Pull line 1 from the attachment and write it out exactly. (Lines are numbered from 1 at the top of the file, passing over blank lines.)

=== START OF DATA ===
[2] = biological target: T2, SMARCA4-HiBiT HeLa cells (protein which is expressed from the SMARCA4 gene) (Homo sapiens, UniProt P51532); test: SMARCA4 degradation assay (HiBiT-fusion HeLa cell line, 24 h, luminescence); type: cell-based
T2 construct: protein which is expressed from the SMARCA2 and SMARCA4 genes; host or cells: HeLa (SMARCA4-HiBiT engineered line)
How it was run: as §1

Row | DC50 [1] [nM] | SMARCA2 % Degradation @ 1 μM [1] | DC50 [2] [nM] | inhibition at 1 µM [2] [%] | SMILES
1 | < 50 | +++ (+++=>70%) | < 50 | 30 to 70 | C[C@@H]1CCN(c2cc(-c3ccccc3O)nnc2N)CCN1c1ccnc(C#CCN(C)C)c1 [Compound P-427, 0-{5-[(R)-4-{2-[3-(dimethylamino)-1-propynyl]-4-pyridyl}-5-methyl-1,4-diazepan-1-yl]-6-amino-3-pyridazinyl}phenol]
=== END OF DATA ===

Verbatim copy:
[2] = biological target: T2, SMARCA4-HiBiT HeLa cells (protein which is expressed from the SMARCA4 gene) (Homo sapiens, UniProt P51532); test: SMARCA4 degradation assay (HiBiT-fusion HeLa cell line, 24 h, luminescence); type: cell-based